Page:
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BLERA Italy.

An ancient city until recently called by its mediaeval name, Bieda. The site, barely known to the Roman geographers, appears on the Peutinger Table as a station on the Via Clodia. The city occupied a long, narrow, curving plateau of which the modern town takes up the E end. The site is cut from the Tuscan tufa plateau by the Fosso Ricanale on the N and the Biedano on the S; at its W tip these join, and the Biedano continues past Norchia to join the Marta below Tuscania. The Via Clodia ran along this valley, crossing the streams on two bridges. The older, Ponte della Rocca, which dates from the 2d century B.C., is a single span across the Ricanale just before it joins the Biedano; the other, Ponte del Diavolo, of Imperial Roman date and with three arches, spans the Biedano SE of the city.

Some thousand Etruscan tombs, both tumulus and cliff tombs, have been found here. The tumuli rimmed the high plateaus on the far side of the city's boundary streams; the cliff tombs were carved in the face of the cliffs below the city or facing it across the water.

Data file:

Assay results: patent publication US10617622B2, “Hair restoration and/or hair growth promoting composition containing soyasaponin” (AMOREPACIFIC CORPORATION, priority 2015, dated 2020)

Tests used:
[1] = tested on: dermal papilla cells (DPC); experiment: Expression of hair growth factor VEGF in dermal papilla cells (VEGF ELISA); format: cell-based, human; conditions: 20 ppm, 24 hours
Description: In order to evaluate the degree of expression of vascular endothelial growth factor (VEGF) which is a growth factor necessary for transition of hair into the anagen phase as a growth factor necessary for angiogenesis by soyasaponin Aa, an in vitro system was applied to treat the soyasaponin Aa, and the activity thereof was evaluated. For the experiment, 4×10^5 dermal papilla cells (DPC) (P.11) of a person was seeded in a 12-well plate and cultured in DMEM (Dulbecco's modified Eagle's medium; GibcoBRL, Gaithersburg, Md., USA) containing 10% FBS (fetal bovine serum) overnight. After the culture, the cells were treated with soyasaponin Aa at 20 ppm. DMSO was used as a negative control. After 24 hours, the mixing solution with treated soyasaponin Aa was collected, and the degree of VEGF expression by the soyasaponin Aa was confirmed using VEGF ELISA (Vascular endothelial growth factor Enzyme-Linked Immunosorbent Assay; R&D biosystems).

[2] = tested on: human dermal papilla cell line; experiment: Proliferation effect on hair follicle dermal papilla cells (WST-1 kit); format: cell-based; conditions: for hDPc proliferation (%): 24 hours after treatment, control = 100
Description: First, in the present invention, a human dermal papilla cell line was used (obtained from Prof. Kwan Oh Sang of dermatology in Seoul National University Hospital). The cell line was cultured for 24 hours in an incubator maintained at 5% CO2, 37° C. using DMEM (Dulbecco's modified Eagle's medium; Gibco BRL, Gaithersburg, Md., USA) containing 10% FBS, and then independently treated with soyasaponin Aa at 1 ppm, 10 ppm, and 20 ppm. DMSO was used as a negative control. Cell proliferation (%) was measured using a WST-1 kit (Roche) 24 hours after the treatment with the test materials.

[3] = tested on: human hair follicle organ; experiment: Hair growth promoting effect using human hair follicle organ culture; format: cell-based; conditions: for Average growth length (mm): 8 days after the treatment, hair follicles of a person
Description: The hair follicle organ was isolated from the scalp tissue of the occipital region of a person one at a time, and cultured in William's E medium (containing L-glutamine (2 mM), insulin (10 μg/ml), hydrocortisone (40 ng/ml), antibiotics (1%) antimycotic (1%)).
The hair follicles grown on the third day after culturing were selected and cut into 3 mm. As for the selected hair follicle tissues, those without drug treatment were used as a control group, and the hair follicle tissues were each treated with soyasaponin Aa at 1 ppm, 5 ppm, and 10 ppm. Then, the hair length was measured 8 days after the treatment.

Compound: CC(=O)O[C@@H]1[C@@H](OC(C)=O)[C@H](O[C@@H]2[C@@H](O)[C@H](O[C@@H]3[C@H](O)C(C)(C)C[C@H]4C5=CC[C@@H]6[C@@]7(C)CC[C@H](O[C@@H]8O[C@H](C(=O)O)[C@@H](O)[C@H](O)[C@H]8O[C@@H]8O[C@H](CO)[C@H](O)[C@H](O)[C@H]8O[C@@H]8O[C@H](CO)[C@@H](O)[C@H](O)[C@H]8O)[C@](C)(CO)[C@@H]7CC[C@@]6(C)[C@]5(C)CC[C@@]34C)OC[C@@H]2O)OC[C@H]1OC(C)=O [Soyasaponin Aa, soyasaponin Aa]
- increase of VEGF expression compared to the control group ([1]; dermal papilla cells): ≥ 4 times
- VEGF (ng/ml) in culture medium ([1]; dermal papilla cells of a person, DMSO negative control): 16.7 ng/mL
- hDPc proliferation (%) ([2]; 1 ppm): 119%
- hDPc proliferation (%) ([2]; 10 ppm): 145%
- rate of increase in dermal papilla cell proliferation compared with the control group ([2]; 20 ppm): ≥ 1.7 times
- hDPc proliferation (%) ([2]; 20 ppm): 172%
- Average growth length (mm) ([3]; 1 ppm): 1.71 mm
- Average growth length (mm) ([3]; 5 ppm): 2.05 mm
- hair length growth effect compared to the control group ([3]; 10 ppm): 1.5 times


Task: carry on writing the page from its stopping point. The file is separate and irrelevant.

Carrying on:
Like the tumuli at Caere, those at Blera had a ring base, usually carved in the living rock and crowned with a series of moldings, a rock-cut burial chamber approached by a dromos, and an earth mound above. The material found in the chambers is local pottery of the late 7th and 6th c.

The cliff tombs are of two types: the rarer has the form of a house with a pitched roof, the other is flat-roofed with a massive crown of moldings. Only three gabled tombs are known, but some hundreds of die tombs. Most of these are merely a facade carved in the cliff, or a half-die projecting from its face, but the facade is always much the same: a smooth rectangle, slightly broader than high, topped with a series of moldings—hawk's beak, half round, deep fascia—above which a heavy Etruscan quarter round (the “bell”) rolls back to a crowning half round and fascia. In the facade a door is carved (sometimes two) with a Doric T-shaped frame. Usually, at least at Bieda, the door is real and leads to the burial chamber, though there are some tombs with false doors like those at Norchia and Castel d'Asso. The burial chamber normally takes the form of a room with a gabled roof and heavy rooftree, with a couch on either side wall, its front carved to represent a wooden bedstead.

The flat-topped die tombs have been taken either to represent a flat-roofed house or to be designed as a funerary monument, a giant cippus. The crowning moldings are hard to explain as eaves' trim, and the fact that the grave chambers themselves have pitched roofs speaks further against the flat roof as an element in Etruscan domestic architecture.


G. Dennis, Cities and Cemeteries of Etruria (3d ed., 1883) 207-218; H. Koch et al., RömMitt 30 (1915) 161- 303MPI; G. Rosi, JRS 15 (1925) 1-59; 17 (1927) 59-96; A. Gargana, NSc (1932) 485-505; Å. Åkerström, Studien über die etruskischen Gräber (1934) 76-84; L. T. Shoe, Etruscan and Republican Roman Mouldings, MAAR 28 (1965) 46f.


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